At our annual Freedom Day event, two student teams squared off to discuss the Fisher affirmative action case in the Virtual Supreme Court finals.
An eight-person Supreme Court tacked a major case on President Obama’s immigration policies on Monday, in part debating whether the state of Texas had the ability to sue over costs related to driver’s license for undocumented immigrants.
This morning, the Supreme Court will hear oral arguments in the case challenging President Obama’s 2014 executive action regarding immigration. Here is a breakdown of the basic arguments in the case.
The saga over adding a woman’s picture to a major American piece of currency could get a big twist this week, with reports that Alexander Hamilton will stay, Andrew Jackson will go, and women will be presented on two bills.
How highly do historians and publishers regard Benjamin Franklin? We looked at four studies, and the results ranged from Franklin as the equal of John Marshall, to a figure less than important than Hulk Hogan and Benedict Arnold.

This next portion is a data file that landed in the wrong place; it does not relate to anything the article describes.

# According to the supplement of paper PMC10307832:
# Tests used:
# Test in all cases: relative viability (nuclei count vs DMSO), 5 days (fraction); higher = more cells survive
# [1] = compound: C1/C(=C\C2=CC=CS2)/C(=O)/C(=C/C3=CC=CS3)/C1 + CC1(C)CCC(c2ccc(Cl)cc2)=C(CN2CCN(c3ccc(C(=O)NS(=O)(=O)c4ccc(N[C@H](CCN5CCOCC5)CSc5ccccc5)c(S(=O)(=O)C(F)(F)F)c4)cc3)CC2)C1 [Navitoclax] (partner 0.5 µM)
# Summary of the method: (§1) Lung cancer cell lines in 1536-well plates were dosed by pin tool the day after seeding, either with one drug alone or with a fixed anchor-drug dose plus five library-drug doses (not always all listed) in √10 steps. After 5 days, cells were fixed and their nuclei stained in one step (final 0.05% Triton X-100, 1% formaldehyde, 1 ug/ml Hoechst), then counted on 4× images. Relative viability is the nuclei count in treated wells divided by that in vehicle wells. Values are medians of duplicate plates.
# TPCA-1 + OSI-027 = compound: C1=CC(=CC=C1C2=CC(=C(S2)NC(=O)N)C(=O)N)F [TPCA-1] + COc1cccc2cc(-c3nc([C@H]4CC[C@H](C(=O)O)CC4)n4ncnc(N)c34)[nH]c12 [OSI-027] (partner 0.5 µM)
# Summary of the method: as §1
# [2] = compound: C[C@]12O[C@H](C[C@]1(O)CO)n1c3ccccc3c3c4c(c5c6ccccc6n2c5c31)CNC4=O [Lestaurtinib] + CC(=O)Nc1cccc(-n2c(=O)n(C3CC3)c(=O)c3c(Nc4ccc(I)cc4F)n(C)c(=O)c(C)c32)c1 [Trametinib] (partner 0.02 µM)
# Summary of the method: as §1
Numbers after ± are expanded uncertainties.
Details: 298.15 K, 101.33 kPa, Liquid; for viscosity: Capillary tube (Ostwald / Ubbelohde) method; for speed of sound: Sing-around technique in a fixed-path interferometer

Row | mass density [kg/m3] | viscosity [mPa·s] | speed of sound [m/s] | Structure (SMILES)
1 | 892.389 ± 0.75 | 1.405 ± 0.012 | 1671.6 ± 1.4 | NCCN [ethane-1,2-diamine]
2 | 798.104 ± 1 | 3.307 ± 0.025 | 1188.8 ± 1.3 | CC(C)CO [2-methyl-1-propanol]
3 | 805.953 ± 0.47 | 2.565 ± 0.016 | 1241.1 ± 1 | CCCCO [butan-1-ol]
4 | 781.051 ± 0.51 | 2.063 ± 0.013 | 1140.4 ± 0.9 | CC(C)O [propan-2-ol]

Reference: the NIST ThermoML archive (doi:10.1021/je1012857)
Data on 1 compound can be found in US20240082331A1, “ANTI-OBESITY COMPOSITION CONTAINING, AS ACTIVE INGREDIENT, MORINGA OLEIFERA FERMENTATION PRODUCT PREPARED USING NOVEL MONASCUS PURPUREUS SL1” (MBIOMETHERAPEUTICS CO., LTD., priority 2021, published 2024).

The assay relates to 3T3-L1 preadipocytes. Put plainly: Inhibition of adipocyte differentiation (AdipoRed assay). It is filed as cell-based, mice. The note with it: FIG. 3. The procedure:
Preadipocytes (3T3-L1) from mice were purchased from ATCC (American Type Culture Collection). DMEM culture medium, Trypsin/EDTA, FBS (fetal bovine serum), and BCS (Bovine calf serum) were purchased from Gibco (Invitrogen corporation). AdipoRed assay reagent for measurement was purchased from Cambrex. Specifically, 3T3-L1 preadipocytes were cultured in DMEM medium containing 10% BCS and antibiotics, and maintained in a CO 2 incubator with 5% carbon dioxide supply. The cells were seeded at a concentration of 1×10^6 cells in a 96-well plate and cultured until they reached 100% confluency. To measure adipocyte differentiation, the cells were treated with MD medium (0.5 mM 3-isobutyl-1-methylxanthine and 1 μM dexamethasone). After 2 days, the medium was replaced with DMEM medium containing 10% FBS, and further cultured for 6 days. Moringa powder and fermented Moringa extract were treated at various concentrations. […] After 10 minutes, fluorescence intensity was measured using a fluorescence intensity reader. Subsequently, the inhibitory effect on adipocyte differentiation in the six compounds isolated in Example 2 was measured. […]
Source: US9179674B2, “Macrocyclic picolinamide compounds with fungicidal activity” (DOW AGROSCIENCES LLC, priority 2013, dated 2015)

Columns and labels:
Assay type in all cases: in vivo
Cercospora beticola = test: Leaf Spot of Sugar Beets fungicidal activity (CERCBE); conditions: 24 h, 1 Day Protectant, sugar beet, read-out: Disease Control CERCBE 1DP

Today marks the 226th anniversary of Benjamin Franklin’s death, which drew many different responses from the citizens of Philadelphia (who mourned in droves) and the U.S. Senate (which refused to mourn Franklin).
A three-person court late on Thursday ruled in favor California’s teacher-tenure system, in a closely watched case that has broad national implications.
April 15 is usually marked each year as the traditional day people need to file their taxes, so it’s not exactly celebrated as a holiday. But how did April 15 become the big day–and how did we get the IRS in the first place?
On April 15, 1865, President Abraham Lincoln died from his assassin’s wounds. But if John Wilkes Booth’s plot were entirely successful, a little-known senator may have been thrust into the White House for almost a year.
Adam Liptak of The New York Times and Geoffrey Stone of the University of Chicago discuss the future of free speech in a special Freedom Day episode.